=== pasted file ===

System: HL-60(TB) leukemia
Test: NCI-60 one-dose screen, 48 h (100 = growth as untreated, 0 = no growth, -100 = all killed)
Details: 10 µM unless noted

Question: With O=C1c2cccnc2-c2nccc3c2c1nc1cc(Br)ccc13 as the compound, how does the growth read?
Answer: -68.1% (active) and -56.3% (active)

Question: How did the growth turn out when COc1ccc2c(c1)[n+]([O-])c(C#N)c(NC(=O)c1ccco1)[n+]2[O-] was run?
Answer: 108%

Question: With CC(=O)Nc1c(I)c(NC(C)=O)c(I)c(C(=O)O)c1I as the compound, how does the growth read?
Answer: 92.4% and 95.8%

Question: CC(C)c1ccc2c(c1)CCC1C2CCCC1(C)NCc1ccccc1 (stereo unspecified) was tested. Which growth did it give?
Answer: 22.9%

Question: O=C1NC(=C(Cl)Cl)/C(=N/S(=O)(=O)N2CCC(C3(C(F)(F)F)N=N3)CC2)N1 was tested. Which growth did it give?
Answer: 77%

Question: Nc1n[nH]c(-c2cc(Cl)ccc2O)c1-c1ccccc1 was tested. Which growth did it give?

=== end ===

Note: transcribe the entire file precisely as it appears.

System: HL-60(TB) leukemia
Test: NCI-60 one-dose screen, 48 h (100 = growth as untreated, 0 = no growth, -100 = all killed)
Details: 10 µM unless noted

Question: With O=C1c2cccnc2-c2nccc3c2c1nc1cc(Br)ccc13 as the compound, how does the growth read?
Answer: -68.1% (active) and -56.3% (active)

Question: How did the growth turn out when COc1ccc2c(c1)[n+]([O-])c(C#N)c(NC(=O)c1ccco1)[n+]2[O-] was run?
Answer: 108%

Question: With CC(=O)Nc1c(I)c(NC(C)=O)c(I)c(C(=O)O)c1I as the compound, how does the growth read?
Answer: 92.4% and 95.8%

Question: CC(C)c1ccc2c(c1)CCC1C2CCCC1(C)NCc1ccccc1 (stereo unspecified) was tested. Which growth did it give?
Answer: 22.9%

Question: O=C1NC(=C(Cl)Cl)/C(=N/S(=O)(=O)N2CCC(C3(C(F)(F)F)N=N3)CC2)N1 was tested. Which growth did it give?
Answer: 77%

Question: Nc1n[nH]c(-c2cc(Cl)ccc2O)c1-c1ccccc1 was tested. Which growth did it give?